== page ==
BEST PRACTICES IN PSYCHIATRY: RECOMMENDATIONS FROM THE CHOOSING WISELY CAMPAIGN

RecommendationSponsoring organization

Do not prescribe antipsychotic medications for behavioral and psychological symptoms of dementia in individuals with dementia without an assessment for an underlying cause of the behavior.

American Medical Directors Association

Do not use antipsychotics as first choice to treat behavioral and psychological symptoms of dementia.

American Geriatrics Society American Psychiatric Association


Source: For more information on the Choosing Wisely Campaign, see http://www.choosingwisely.org. For supporting citations and to search Choosing Wisely recommendations relevant to primary care, see http://www.aafp.org/afp/recommendations/search.htm.

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SORT: KEY RECOMMENDATIONS FOR PRACTICE

Clinical recommendationsEvidence ratingReferences

Nonpharmacologic interventions should be used as first-line treatment for behavioral and psychological symptoms of dementia.

C

7, 13

Before initiating antipsychotic therapy in older patients, physicians should have and document a discussion with patients and caregivers about the risks and benefits of these medications.

C

2, 13, 14

The use of atypical antipsychotics for behavioral and psychological symptoms of dementia is associated with increased mortality.

A

23, 24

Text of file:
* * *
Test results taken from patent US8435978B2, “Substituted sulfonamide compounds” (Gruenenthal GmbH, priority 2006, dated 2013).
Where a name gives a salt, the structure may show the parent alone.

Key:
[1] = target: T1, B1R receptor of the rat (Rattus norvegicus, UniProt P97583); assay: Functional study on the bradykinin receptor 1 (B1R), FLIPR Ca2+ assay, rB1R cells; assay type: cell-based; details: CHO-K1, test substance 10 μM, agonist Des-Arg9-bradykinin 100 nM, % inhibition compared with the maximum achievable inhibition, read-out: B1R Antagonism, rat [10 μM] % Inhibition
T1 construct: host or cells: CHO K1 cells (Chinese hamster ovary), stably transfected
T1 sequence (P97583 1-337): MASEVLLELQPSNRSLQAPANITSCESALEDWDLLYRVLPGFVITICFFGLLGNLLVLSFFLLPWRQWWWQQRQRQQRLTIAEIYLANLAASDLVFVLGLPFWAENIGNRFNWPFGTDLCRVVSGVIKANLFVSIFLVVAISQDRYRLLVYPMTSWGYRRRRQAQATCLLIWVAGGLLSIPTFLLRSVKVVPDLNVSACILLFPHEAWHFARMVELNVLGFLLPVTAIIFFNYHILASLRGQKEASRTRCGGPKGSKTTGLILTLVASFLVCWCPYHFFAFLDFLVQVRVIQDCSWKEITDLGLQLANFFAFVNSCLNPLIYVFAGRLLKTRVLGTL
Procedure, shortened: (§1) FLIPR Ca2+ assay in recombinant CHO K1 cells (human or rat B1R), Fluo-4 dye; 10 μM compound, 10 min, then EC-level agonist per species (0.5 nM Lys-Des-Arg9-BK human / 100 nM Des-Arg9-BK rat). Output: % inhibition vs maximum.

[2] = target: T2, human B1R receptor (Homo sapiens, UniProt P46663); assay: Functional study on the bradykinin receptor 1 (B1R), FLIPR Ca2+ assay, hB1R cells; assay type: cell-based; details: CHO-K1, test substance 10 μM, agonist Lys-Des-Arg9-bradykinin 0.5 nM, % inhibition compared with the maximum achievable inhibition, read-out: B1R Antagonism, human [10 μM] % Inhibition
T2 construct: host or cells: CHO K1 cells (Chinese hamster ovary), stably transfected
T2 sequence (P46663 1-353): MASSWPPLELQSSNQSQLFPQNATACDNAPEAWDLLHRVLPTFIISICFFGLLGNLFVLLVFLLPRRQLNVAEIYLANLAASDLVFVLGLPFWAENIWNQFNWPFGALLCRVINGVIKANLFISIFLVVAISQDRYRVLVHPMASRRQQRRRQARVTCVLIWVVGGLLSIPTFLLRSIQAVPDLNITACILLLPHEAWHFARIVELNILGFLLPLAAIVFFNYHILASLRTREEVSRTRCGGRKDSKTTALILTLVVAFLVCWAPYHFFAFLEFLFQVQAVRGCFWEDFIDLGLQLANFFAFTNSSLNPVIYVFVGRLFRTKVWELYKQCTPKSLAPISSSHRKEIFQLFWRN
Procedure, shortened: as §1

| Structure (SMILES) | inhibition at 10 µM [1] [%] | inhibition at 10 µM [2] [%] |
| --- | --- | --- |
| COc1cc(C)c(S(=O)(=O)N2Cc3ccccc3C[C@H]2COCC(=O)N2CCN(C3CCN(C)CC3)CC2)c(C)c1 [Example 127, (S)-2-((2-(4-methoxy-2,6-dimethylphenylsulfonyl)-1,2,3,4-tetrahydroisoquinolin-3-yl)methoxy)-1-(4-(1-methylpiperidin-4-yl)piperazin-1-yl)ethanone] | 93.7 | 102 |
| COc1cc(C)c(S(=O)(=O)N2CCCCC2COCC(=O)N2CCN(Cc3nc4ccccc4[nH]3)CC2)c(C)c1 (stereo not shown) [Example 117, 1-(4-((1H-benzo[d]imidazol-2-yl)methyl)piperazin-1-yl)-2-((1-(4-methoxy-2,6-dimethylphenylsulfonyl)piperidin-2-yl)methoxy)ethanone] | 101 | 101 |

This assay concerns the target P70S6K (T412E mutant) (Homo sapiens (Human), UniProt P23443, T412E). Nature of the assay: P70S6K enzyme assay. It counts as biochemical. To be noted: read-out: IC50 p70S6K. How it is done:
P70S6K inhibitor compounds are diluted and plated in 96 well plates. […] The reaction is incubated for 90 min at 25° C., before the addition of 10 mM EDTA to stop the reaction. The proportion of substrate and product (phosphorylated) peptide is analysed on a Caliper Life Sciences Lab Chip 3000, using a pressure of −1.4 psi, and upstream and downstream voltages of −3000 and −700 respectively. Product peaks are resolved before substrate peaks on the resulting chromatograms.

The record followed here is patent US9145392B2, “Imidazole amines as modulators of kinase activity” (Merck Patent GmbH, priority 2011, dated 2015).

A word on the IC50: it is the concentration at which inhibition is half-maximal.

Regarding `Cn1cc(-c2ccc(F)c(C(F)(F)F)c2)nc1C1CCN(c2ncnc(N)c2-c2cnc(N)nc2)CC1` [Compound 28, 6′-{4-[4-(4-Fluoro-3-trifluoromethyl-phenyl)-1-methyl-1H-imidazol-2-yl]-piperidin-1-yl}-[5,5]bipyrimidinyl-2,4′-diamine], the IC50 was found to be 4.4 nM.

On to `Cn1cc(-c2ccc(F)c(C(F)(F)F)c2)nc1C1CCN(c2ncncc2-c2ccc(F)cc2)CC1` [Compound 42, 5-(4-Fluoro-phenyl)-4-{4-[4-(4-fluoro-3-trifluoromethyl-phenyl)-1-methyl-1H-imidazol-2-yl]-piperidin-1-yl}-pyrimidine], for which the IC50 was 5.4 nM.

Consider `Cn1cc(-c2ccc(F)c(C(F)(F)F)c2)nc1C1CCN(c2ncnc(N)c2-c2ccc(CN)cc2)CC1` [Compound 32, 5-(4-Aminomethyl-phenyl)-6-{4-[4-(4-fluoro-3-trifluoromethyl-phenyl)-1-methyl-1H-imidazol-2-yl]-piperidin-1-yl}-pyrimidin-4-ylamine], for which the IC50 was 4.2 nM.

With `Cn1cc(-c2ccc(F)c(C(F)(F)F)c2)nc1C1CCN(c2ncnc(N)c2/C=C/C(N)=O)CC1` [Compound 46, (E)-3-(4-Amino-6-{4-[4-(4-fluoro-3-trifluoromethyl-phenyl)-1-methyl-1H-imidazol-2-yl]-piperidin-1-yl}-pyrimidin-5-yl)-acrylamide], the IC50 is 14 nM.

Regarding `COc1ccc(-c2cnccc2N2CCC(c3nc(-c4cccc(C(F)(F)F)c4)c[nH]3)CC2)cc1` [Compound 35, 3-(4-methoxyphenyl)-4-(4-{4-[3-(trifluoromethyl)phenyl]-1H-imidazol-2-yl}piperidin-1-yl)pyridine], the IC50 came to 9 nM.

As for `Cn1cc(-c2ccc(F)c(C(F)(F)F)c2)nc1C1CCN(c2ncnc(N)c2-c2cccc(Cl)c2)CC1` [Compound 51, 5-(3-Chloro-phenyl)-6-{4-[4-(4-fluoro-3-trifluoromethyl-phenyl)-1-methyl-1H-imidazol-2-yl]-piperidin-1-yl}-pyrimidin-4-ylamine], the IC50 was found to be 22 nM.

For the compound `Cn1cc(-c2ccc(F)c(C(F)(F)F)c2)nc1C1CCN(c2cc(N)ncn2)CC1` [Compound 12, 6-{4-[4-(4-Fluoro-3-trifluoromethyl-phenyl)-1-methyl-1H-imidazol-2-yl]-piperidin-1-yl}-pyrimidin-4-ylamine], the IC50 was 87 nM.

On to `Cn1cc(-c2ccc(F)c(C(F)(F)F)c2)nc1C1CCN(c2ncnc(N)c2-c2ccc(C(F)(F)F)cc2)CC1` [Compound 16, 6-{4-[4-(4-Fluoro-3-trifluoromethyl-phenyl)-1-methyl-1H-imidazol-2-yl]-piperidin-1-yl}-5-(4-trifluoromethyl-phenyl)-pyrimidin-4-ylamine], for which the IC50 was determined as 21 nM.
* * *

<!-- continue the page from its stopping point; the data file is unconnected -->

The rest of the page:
Antipsychotic medications should be discontinued if there is no evidence of symptom improvement.

A

13, 29, 30


A = consistent, good-quality patient-oriented evidence; B = inconsistent or limited-quality patient-oriented evidence; C = consensus, disease-oriented evidence, usual practice, expert opinion, or case series. For information about the SORT evidence rating system, go to http://www.aafp.org/afpsort.

SORT: KEY RECOMMENDATIONS FOR PRACTICE

Clinical recommendationsEvidence ratingReferences

Nonpharmacologic interventions should be used as first-line treatment for behavioral and psychological symptoms of dementia.

C

7, 13

Before initiating antipsychotic therapy in older patients, physicians

The Authors

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TYLER R. REESE, MD, CAQHPM, is a faculty physician and palliative care consultant at the Family Medicine Residency Program at Tripler Army Medical Center, Honolulu, Hawaii, and assistant clinical professor of family medicine at the Uniformed Services University of the Health Sciences, Bethesda, Md....

DERRICK J. THIEL, MD, is a second-year resident in the Family Medicine Residency Program at Tripler Army Medical Center.

KATHERINE E. COCKER, DO, is a faculty physician at the Family Medicine Residency Program at Tripler Army Medical Center and assistant clinical professor of family medicine at the Uniformed Services University of the Health Sciences.

Address correspondence to Tyler R. Reese, MD, Tripler Army Medical Center, MCHK-FM, 1 Jarret White Rd., Honolulu, HI 96859 (e-mail: tyler.r.reese83@gmail.com). Reprints are not available from the authors.

Author disclosure: No relevant financial affiliations.

REFERENCES

show all references